NEW YORK (GenomeWeb News) – A trio of researchers involved with the Human Genome Epidemiology Network (HuGENet) have published a new guidance paper for systematic reviews of genetic association studies. The article, based on HuGENet's HuGE Review Handbook, appeared online last night in PLoS Medicine.
"The principal value of a well-conducted systematic review of genetic association studies is in establishing reliably the presence and magnitude of individual gene-disease associations," senior author Julian Higgins, a statistician at the Medical Research Council Biostatistics Unit in Cambridge, and colleagues wrote.
"By complementing both consortium-based pooled analyses and larger-scale attempts to collate genetic association evidence across whole fields, they play an important role alongside other research designs in the integration of evidence on genetic association."
Among their recommendations, the team suggested writing a protocol and stating the objectives and criteria before starting review studies, searching several literature databases and online data sources, and having more than one person extract data. They also urged reviewers to assess the validity of studies and consider doing a meta-analysis looking at the effect sizes reported in genetic association studies.
In contrast to narrative reviews, which can be somewhat subjective, systematic reviews involve compiling and actually analyzing data analysis from many sources, including published papers, supplementary material, online databases, correspondence with study authors, and more.
Such reviews "are designed as rigorous research studies" and "allow a more objective appraisal of the evidence than a narrative review by aiming to identify, critique, and synthesize evidence from all relevant existing studies on the topic in question using predefined methods," Higgins and his co-authors explained.
The goal of systematic reviews is to look at everything in the literature — and sometimes beyond — and combine the information in a systematic and scientific way, Higgins told GenomeWeb Daily News. That, in turn, not only pulls together data but also improves the transparency and interpretation of these results and highlights areas where more research is necessary.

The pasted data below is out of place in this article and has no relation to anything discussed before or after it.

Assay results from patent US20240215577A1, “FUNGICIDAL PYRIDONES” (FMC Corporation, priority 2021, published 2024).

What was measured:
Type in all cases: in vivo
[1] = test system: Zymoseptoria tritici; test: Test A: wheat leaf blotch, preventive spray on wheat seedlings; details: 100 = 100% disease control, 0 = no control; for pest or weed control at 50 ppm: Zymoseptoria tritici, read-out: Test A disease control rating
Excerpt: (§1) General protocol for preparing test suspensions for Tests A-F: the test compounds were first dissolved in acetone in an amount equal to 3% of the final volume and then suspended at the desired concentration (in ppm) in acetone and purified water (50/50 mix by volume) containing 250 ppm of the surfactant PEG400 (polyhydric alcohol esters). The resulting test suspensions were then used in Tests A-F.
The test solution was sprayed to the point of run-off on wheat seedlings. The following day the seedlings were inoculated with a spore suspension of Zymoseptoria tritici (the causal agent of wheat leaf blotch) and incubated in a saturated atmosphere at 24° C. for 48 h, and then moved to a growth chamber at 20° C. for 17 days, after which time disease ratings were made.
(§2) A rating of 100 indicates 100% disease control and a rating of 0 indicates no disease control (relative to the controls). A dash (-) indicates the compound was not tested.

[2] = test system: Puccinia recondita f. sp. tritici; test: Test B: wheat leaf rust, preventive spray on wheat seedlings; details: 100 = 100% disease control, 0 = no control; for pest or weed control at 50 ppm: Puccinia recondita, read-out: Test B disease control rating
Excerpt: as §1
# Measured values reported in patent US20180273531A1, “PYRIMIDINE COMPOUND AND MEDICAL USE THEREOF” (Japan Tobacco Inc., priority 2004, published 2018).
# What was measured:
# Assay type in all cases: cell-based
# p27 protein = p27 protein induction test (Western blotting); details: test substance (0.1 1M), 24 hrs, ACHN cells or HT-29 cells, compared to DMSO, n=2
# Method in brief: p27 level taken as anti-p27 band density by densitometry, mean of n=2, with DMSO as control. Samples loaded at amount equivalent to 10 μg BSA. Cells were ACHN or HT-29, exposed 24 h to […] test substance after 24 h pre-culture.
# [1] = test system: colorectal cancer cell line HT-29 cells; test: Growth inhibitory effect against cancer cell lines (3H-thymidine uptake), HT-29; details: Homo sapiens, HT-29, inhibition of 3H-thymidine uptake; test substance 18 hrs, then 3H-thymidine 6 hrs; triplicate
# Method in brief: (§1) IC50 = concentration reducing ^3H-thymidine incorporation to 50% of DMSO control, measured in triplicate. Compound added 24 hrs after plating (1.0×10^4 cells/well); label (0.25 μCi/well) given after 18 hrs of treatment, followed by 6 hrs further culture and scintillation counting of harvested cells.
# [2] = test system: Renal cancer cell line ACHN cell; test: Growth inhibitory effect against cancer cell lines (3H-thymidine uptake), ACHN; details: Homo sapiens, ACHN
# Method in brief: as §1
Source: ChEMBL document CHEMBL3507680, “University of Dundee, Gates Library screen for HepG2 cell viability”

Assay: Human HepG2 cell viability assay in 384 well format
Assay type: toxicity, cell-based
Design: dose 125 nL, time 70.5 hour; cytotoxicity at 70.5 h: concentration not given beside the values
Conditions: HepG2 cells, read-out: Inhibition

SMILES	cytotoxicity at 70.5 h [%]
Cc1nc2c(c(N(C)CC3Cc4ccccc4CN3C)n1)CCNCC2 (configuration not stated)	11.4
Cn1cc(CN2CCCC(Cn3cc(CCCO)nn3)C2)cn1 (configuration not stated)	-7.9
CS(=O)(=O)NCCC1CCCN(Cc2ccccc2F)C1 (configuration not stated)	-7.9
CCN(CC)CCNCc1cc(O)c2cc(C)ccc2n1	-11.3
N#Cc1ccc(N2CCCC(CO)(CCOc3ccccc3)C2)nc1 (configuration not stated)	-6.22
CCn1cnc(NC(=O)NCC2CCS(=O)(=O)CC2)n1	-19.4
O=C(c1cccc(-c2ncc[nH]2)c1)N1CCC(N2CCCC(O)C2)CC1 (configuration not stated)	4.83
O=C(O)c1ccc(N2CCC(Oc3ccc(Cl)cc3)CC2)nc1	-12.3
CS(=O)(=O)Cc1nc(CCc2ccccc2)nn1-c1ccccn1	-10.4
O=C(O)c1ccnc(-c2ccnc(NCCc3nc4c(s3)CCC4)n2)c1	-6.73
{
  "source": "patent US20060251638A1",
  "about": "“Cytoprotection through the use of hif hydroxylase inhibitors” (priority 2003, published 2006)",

For instance, HuGENet was established to assess how genetic epidemiology can inform human health. And systematic reviews and higher level analyses feed into this process, said Higgins. In 2007, HuGENet published the HuGE Review Handbook — guidance that Higgins says has been evolving over time.
HuGE Reviews are a "cornerstone of an online resource containing the cumulative and changing information on epidemiologic aspects of human genes," the authors wrote. These sorts of systematic reviews are proving valuable in other fields as well, Higgins noted.
For genome-wide association studies, where effects are often small and large samples are needed to make sense of and validate potential associations, meta-analyses and other amalgamations of data are becoming increasingly important, the trio explained.
Those undertaking systematic reviews of genetic association studies have to deal with many of the same concerns as researchers in other fields. But issues such as biases related to population stratification, genotyping errors, and so on are particularly important in GWAS reviews, Higgins explained.
The paper also emphasized the need to consider research protocols, eligibility criteria, study validity, controls, sample size, replication in multiple studies, and possible sources of selection, publication, and other bias.
In general, systematic reviews rely heavily on databases, such as GenBank, that house the majority of published literature and online resources such as dbGAP, Higgins explained. But they also tend to involve correspondence and data sharing with study authors, he added.
Although online supplementary data and other online sources are helping to facilitate systematic reviews, Higgins said doing an adequate systematic review still takes a good deal of footwork and interaction with study authors. "It's becoming easier," he said. "We're not there yet."
In terms of presenting the results of such reviews, the authors suggest including information on everything from evidence available to biases to public health implications of the research. "A systematic summary of all available evidence should allow the strengths and gaps in the evidence base to be identified and allow recommendations to be made in order to stimulate research to address such gaps," Higgins and his co-authors wrote.
The authors urged those interested in learning more about systematic review guidelines to check out the HuGE Review Handbook. They also noted that there are additional resources available, including the Cochrane Handbook for Systematic Reviews of Interventions and The Handbook of Research Synthesis.